Best of Michael Franks: A Backward Glance Import
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This crossover star mixed smooth jazz, soft rock and Latin flavors to the delight of fans from the '70s to the '90s and beyond. This anthology covers all those years, bringing you his 1976 pop hit Popsicle Toes plus Eggplant; Tiger in the Rain; Soul Mate; Island Life; Baseball; Hourglass , and more!
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Michael Franks was born on September 18, 1944 in La Jolla, South California. (Note: According to Yahoo, La Jolla is one of the best place to visit after a break-up!) A young Michael absorbed the literature of American standards by the greats: Gershwin, Irving Berlin and Johnny Mercer, plus the music of Ella Fitzgerald, Peggy Lee and Nat King Cole. At age 14, he spent $29.95 for a Japanese Marco Polo guitar. He studied English at UCLA. During that time, he was mesmerized by the music of Antonio Carlos Jobim and Miles Davis. In the late ‘60s, he relocated to Canada, where he opened shows for Gordon Lightfoot and worked briefly with the band Carnival, later Lighthouse. He cut his first self-titled record in 1973 for Brut Records. Then, he was signed by Warner Brothers. His first record on Reprise was The Art Of Tea (its title lifted from the book by Okakura) in 1975. His only charted hit was Popsicle Toes (43/1976). From 1973 to 2012, he has a total of 23 record releases (including compilation and greatest hits). Except the Dream box set in 2012, I have every Michael Franks CD.
Today Michael Franks lives with his wife Claudia in Woodstock. He is indeed the mystical, mellow messenger: the weaver of dreams. He is the wise and gentle poet placing passion fruit at the feet of the sleeping gypsy, transforming her mirages of amore into Tropic of Virgo moonlight she will cup in both hands.
Michael Franks A Backward Glance (The Best of) was his 16th album release, his very last offering from Warner Brothers. When an artist has achieved success with a label, and this artist is leaving, the usual practice by the label to squeeze the very last dollar from us is to give us a Greatest Hits collection. Such is the case of this release.Read more ›
I heard "The Art of Tea" and "Sleeping Gypsy" at the one sitting in the late Seventies. I became an instant addict.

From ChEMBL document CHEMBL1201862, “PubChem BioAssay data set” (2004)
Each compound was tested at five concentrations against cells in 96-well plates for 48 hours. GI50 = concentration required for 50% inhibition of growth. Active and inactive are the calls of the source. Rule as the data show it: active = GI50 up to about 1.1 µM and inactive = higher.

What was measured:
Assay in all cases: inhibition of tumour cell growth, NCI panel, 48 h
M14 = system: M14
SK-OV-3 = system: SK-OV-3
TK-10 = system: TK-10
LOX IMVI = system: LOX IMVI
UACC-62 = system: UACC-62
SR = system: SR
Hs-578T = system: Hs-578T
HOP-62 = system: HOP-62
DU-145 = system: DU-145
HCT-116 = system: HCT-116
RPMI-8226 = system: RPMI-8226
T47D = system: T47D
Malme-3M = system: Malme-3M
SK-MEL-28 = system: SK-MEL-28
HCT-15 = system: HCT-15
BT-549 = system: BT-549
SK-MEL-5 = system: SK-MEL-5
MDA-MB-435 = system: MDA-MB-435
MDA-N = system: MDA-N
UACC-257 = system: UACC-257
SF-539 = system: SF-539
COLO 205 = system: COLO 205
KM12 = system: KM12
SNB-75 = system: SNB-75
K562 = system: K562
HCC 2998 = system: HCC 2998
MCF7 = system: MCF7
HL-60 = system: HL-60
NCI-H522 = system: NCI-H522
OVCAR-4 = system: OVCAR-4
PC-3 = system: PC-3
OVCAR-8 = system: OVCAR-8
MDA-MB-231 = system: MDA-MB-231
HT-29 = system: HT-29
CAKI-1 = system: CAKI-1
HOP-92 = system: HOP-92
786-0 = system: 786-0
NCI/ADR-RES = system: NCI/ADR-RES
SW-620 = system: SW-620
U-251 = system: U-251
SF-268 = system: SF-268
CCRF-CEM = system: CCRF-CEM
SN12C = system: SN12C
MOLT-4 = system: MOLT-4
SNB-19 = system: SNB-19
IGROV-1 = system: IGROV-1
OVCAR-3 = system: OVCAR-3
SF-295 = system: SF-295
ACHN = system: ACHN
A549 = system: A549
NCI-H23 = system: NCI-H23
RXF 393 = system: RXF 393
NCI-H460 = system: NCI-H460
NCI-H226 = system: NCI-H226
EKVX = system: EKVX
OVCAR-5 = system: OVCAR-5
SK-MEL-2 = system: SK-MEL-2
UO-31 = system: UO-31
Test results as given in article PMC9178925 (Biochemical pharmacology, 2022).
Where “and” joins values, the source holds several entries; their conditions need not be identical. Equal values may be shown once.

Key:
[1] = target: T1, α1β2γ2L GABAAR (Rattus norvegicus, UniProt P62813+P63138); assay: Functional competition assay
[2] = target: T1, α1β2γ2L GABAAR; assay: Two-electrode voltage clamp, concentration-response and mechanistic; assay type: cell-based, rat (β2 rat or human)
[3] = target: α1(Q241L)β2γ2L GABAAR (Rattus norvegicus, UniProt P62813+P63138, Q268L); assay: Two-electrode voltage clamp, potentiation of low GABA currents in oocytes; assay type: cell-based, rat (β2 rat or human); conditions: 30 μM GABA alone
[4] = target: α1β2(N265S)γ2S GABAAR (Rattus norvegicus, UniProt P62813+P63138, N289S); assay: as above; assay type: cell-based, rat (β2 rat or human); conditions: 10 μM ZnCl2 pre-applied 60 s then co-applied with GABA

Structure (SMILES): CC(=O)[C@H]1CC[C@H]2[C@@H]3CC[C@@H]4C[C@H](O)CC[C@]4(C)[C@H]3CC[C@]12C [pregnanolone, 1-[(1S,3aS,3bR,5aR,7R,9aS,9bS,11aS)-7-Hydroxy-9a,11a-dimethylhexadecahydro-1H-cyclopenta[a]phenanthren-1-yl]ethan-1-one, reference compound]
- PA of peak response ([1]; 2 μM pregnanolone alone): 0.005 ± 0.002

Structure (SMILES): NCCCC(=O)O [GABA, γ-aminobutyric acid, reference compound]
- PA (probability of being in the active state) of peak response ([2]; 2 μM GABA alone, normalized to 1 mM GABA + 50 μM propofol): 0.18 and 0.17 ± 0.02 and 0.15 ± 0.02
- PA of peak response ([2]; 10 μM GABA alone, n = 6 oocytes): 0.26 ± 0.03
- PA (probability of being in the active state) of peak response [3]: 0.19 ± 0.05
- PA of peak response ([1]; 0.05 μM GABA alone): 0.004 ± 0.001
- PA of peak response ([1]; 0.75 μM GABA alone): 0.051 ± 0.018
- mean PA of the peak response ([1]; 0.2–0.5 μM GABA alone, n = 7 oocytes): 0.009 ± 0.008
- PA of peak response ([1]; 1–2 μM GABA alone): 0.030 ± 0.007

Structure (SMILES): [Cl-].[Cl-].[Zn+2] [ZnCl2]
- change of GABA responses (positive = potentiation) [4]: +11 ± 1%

Eventually, my Michael Franks RECORD collection included every one of his albums. I'm now in the process of replacing the older ones with CDs.
I've only ever done that with a handful of discs (Pet Sounds, Sergeant Peppers, some Kenny Rankin stuff, and Miles' Quiet Nights ... oh yeah and Sinatra and Jobim)
Anyway, the Franks repertoire is cool, hip and sexy-smart. There's a hypnotic quality to the grooves - they seem familiar and you swear you've heard them somewhere else before. The lyrics are quirky, observational and intelligent - most of all intelligent.
Image Blossom Dearie a hundred years younger. If you love Blossom, you'll love Michael Franks.
If you've not traveled down the Franks road, then this greatest hits collection is a fair place to start.
But there's a danger here. Once sampled, you may find yourself on the right side of a Michael Franks' addiction.
Most recent customer reviews
This cd marks Michael's departure from Warner Brothers. Before saying goodbye to the label that helped his career get firmly established, he produced this excellent highlight of... Read morePublished on Nov. 7 2002 by James Fenos
I am a real hater of smooth jazz; in the old days people who hated jazz hated it for it's shronk-fests (think John Coltrane's "Ascension"), but now the hardcore... Read morePublished on Oct. 16 2002 by Donovan Juan
As one who purchased the Art of Tea on vinyl and have
followed his music over the decades, this CD is a
good representative mixture of Michael in all his moods. Read more
Contrary to what Bill Cooper said in his review, Michael Franks is a UNIQUE stylist. His voice is so unique and soothing..... Read morePublished on Aug. 28 2000 by Tony Lewis
Wow! I've loved Michael Franks' music since the 70's and this compilation expresses through each selection all my reasons why. Read morePublished on Aug. 3 2000
An Italian tenor he's not, but Michael Franks has a style that's very comfortable. His lyrics are fun and filled with metaphores. Read morePublished on March 26 2000 by Donald E. Saint Pierre
How this guy ever got a recording contract is beyond me. Boasting elevator music-styled lite jazz arrangements that make Kenny G. Read morePublished on March 1 2000 by Bill Cooper